I was just doing that stroll around the shelves thing when my eyes lit
on the Literature in Translation section. This sounds a bit pretentious
but a while back it seemed like a category I needed to establish, books
filed by original language and it's proved invaluable. I spend a lot of
time there, stroking the Joseph Roth collection for a start and then he
segues into my growing collection of dear old Adelbert Stifter.I'm not
quite ready for the mittel-European melancholy just yet, that only
seems to happen once the woodburner is lit, but my eye did stray to the
French shelf. There I spyed a couple of unread Amelie Nothomb's and
suddenly I knew Amelie was just the reading filip I needed. Amelie's writing puts a real spring in my reading step, I know it will be off kilter, a wry and
subversive look at the foibles of society Amelie-style, oh yes please.
Somone who can pull the plug on all the pretensions of a civilized
world, you bet.
I discovered Amelie Nothomb in the early days of dovegreyreader scribbles and went quite overboard with a gluttonous self-indulgent feast of reading, quickly got a grip and realised these books were a precious resource for those moments in life when you need to read something so completely different from the usual, and managed to save a couple for later.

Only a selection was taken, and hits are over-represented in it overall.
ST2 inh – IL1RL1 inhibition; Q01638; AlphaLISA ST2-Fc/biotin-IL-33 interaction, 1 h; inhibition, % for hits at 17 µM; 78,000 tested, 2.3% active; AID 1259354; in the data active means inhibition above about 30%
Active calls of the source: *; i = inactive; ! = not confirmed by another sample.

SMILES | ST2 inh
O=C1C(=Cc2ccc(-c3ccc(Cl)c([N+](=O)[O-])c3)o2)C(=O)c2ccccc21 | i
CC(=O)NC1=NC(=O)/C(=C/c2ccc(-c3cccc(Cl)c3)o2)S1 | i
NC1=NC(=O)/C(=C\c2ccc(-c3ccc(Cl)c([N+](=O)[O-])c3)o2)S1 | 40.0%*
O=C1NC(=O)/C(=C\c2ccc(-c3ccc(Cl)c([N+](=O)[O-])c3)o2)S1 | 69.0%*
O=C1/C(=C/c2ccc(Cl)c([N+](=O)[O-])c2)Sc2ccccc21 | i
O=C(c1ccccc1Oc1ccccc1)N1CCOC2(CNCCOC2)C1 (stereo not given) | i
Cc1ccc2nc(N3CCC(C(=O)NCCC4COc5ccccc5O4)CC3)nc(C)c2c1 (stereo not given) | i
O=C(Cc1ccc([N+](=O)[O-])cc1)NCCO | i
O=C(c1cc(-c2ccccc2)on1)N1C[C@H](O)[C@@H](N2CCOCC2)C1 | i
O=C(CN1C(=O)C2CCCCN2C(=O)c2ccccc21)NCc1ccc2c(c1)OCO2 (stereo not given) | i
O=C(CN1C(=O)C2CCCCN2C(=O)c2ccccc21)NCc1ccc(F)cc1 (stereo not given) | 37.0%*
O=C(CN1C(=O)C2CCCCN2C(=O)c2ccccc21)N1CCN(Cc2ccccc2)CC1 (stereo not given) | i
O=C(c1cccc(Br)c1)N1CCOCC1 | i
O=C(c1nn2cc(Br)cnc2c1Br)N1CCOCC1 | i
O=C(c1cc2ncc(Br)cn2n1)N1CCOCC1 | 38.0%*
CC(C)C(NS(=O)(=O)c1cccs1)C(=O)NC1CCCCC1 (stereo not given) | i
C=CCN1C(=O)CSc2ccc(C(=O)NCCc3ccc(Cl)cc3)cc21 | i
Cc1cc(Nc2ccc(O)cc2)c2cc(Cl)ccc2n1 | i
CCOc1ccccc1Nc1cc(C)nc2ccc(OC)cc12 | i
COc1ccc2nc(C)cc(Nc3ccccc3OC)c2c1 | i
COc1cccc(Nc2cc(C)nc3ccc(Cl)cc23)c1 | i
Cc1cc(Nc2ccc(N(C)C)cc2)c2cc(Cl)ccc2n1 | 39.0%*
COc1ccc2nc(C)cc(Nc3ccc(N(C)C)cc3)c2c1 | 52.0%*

Later being now and so it was time for Sulphuric Acid.
The premise for Sulphuric Acid sounds truly terrible now I have to repeat it here, but this is Amelie Nothomb and Amelie has that wicked way of pushing the boundaries of bad taste in the interests of making her point, she sets out to shock and never fails. Except somehow she gets away with it. Her subject for dissection is reality TV shows and when I tell you that Amelie's is called Concentration and the subjects are just grabbed off the street and incarcerated for a year in what is effectively an actual concentration camp, with guards, beatings, starvation, death marches the lot then you will realise that Amelie doesn't mess about when she wants to make a point. Numbers are tattoed on wrists and the purgatory begins for the inmates and all watched daily on TV by the eager millions creating astronomical and ever-increasing viewing figures.
I read Amelie Nothomb in a state of unknowing and often confusion, emerging at the other end in one of two moods, either 'that was amazing' or 'what on earth was that all about?'. Neither mood ever leaves me disappointed and despite the seemingly thinner layers to Sulphuric Acid, what you see seems to be what you get, a blatant potshot at the voyeuristic side of society, I still turned the final page knowing and loving the fact I'd been Amelie-d.